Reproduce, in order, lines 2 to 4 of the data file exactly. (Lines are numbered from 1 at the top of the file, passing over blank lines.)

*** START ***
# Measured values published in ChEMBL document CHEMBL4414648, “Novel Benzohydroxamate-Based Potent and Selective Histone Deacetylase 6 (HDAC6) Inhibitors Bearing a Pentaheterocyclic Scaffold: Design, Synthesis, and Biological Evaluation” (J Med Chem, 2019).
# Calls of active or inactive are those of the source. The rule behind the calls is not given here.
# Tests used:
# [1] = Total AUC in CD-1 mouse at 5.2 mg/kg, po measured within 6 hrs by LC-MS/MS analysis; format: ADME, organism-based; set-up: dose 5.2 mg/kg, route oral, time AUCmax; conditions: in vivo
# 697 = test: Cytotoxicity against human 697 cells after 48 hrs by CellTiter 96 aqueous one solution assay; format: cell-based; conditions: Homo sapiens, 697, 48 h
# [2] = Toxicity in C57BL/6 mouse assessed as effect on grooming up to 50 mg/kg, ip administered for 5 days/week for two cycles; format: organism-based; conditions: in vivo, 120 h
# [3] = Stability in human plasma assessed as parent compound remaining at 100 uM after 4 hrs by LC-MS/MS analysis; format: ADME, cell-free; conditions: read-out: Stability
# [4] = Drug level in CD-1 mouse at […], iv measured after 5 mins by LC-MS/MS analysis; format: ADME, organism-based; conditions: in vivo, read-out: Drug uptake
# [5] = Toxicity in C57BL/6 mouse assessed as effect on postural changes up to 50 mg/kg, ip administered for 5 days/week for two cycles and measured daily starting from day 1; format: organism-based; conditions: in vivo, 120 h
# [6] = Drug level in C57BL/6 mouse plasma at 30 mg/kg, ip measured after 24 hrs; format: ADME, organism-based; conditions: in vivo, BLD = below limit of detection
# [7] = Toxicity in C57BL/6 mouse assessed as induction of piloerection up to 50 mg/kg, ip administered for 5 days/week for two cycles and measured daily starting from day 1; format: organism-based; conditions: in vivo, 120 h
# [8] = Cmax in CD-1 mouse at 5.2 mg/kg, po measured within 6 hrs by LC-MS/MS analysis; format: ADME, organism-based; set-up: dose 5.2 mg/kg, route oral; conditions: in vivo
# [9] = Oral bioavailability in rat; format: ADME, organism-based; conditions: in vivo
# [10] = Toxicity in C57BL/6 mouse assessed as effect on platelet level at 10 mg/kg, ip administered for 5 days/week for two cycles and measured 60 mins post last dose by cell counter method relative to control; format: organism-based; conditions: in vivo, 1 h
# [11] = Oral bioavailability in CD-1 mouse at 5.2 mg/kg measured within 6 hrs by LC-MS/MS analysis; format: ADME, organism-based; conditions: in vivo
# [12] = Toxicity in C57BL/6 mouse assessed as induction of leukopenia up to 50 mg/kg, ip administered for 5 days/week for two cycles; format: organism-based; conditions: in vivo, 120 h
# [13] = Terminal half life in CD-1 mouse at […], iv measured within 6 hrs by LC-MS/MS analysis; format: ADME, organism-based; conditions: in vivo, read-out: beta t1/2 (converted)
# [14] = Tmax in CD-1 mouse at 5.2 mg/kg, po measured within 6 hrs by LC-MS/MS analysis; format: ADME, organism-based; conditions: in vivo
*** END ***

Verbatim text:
# Calls of active or inactive are those of the source. The rule behind the calls is not given here.
# Tests used:
# [1] = Total AUC in CD-1 mouse at 5.2 mg/kg, po measured within 6 hrs by LC-MS/MS analysis; format: ADME, organism-based; set-up: dose 5.2 mg/kg, route oral, time AUCmax; conditions: in vivo